You may be on top of your kids’ vaccinations at the doctors, ensuring they’re up to date with each one. However, you may not realize that your pet cat needs vaccinations, too. Keeping your cuddly cat safe and healthy can be achieved through scheduled cat vaccinations, each designed to address different diseases. These vaccines can prolong the life of your cat and protect her from life-threatening illness, but they don’t come without their risks. It’s best to consult with your veterinarian to learn all the facts beforehand.
What are Cat Vaccinations?
Cat vaccinations are just like those for humans. They’re given out on a scheduled basis for protection against a variety of diseases. These cat vaccinations help your cat’s immune system fight organisms that cause diseases, according to the American Society for the Prevention of Cruelty to Animals (ASPCA). The vaccines contain antigens which mimic the disease but do not cause it, so that when the cat receives the vaccine, its immune system is stimulated slightly. If exposed to the actual disease, the cat’s immune system is properly equipped to fight it off.
Cat Vaccinations Timing
Your pet’s veterinarian will be able to advise on a schedule of necessary vaccines to take the guesswork out of it for you. While vaccines are important to the health of your feline friend, not all cats need all vaccines. That’s why it’s important to talk to the vet about cat vaccinations she needs most, along with the risks that come with each one. Chances are, your vet will recommend a core set of vaccines if your pet is otherwise healthy.
Factors that play into the decision as to which vaccines to administer include lifestyle, environment, medical history and age. According to the ASPCA, your adult cat should be revaccinated once a year or once every three years, depending on her specific situation. Kittens receive the nutrients they need from their mother’s milk, which contains antibodies to ward off infectious disease. After they wean, usually around six to eight weeks old, your kitten will require a series of vaccines every month until she is about 16 weeks old.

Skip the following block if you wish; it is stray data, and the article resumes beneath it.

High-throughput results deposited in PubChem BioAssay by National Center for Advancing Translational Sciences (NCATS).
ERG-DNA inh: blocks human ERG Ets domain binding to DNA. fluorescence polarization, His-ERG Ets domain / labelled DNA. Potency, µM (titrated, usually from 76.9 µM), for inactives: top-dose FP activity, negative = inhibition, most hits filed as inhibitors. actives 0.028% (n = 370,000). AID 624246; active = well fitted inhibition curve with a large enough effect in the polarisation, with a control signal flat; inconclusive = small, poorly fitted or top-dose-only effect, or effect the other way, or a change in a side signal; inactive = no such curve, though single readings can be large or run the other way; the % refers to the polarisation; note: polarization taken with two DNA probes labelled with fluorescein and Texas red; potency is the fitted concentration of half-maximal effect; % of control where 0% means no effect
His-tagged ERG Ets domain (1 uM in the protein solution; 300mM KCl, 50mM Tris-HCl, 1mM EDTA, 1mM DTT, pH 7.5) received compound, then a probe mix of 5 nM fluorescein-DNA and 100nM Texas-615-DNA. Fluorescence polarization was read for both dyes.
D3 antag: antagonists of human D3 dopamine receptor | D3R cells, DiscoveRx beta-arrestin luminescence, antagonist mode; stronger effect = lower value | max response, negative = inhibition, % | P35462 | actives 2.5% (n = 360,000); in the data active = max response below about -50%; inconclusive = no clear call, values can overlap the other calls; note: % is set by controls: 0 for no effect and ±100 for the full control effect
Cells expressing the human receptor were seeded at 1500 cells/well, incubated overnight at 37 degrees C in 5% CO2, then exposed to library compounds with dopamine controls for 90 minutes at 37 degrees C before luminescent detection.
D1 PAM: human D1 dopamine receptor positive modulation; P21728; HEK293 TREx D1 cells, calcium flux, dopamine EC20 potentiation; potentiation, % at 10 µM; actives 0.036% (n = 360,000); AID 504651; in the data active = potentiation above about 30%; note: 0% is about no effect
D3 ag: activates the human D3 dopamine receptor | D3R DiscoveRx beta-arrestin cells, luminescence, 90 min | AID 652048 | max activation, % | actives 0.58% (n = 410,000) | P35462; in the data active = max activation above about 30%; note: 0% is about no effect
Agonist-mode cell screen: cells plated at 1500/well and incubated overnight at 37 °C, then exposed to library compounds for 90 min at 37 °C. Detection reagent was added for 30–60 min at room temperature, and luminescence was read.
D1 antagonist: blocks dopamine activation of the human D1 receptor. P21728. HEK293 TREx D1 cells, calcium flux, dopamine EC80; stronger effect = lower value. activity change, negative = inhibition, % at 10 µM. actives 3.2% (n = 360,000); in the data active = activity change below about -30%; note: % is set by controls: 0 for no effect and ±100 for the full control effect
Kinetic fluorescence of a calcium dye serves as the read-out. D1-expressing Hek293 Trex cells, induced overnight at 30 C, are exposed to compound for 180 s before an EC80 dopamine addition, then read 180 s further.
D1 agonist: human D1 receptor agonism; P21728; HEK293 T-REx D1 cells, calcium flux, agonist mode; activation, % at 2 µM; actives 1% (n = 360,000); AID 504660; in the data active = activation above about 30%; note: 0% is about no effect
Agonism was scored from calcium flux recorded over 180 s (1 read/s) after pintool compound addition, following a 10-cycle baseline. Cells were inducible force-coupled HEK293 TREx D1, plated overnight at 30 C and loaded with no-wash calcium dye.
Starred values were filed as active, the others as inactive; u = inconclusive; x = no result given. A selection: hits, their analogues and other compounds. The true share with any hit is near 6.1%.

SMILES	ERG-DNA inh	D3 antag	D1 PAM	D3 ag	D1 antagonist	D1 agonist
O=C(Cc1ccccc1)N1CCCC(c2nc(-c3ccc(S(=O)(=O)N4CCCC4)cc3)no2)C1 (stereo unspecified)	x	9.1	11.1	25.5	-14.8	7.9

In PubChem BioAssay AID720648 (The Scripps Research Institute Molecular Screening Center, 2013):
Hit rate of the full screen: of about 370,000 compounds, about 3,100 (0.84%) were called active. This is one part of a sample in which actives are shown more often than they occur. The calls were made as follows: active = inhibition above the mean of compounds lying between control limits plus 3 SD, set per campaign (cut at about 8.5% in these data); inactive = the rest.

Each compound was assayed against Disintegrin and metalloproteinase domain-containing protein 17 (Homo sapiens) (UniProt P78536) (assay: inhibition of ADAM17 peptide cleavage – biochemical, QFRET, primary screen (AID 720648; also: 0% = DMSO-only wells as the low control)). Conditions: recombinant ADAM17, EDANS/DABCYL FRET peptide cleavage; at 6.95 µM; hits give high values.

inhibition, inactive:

Available Cat Vaccinations
Some of the available vaccines include feline panleukopenia, feline calicivirus /herpes virus, rabies and feline leukemia, according to the American Veterinary Medical Association (AVMA). Feline panleukopenia, also known as feline distemper, is a deadly viral disease that can easily survive extreme temperature and humidity ranges and can resist most disinfectants. Thanks to the vaccine, this is no longer the most serious infectious disease for cats.
Feline calicivirus and feline herpes virus comprise up to 90 percent of upper respiratory tract diseases in cats, says the AVMA. The rabies vaccine is important because this increasing threat can lead to human exposure if not controlled. Cats are the biggest carriers of rabies in this country, even more than dogs. Feline leukemia virus (FeLV) is the top viral cause of death in cats, spread through bites and from mother to kitten. Your vet may recommend vaccines for chlamydia, feline infectious peritonitis or ringworm but they are not always necessary.
Your first course of action regarding cat vaccinations should be to consult with your vet, who can better advise you on a specific dosing schedule. In conjunction, consider pet health insurance through PetPremium to ensure the best possible and most affordable health care for your cat. Find out here what you need to know about pet vaccinations.